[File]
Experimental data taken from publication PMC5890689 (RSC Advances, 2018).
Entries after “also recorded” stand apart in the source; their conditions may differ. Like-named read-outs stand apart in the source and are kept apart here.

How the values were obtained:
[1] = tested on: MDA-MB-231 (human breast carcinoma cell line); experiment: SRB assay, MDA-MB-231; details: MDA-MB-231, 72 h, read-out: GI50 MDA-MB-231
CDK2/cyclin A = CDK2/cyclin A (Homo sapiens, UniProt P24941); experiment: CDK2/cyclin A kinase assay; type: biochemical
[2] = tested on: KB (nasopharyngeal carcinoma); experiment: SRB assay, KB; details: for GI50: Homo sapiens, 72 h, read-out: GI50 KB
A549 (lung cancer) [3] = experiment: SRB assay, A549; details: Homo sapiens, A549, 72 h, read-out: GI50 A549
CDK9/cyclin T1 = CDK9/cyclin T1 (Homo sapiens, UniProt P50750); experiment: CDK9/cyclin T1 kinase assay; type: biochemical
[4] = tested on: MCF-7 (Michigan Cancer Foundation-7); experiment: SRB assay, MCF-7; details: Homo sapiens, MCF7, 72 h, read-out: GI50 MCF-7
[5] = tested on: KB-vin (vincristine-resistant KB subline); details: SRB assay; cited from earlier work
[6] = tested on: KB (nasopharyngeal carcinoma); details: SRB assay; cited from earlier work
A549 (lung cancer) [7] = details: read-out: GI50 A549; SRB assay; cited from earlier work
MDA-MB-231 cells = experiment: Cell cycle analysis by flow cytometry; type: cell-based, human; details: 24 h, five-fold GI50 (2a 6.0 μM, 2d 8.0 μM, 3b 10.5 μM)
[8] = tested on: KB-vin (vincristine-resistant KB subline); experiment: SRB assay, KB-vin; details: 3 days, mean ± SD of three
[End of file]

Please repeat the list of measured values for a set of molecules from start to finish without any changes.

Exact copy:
Experimental data taken from publication PMC5890689 (RSC Advances, 2018).
Entries after “also recorded” stand apart in the source; their conditions may differ. Like-named read-outs stand apart in the source and are kept apart here.

How the values were obtained:
[1] = tested on: MDA-MB-231 (human breast carcinoma cell line); experiment: SRB assay, MDA-MB-231; details: MDA-MB-231, 72 h, read-out: GI50 MDA-MB-231
CDK2/cyclin A = CDK2/cyclin A (Homo sapiens, UniProt P24941); experiment: CDK2/cyclin A kinase assay; type: biochemical
[2] = tested on: KB (nasopharyngeal carcinoma); experiment: SRB assay, KB; details: for GI50: Homo sapiens, 72 h, read-out: GI50 KB
A549 (lung cancer) [3] = experiment: SRB assay, A549; details: Homo sapiens, A549, 72 h, read-out: GI50 A549
CDK9/cyclin T1 = CDK9/cyclin T1 (Homo sapiens, UniProt P50750); experiment: CDK9/cyclin T1 kinase assay; type: biochemical
[4] = tested on: MCF-7 (Michigan Cancer Foundation-7); experiment: SRB assay, MCF-7; details: Homo sapiens, MCF7, 72 h, read-out: GI50 MCF-7
[5] = tested on: KB-vin (vincristine-resistant KB subline); details: SRB assay; cited from earlier work
[6] = tested on: KB (nasopharyngeal carcinoma); details: SRB assay; cited from earlier work
A549 (lung cancer) [7] = details: read-out: GI50 A549; SRB assay; cited from earlier work
MDA-MB-231 cells = experiment: Cell cycle analysis by flow cytometry; type: cell-based, human; details: 24 h, five-fold GI50 (2a 6.0 μM, 2d 8.0 μM, 3b 10.5 μM)
[8] = tested on: KB-vin (vincristine-resistant KB subline); experiment: SRB assay, KB-vin; details: 3 days, mean ± SD of three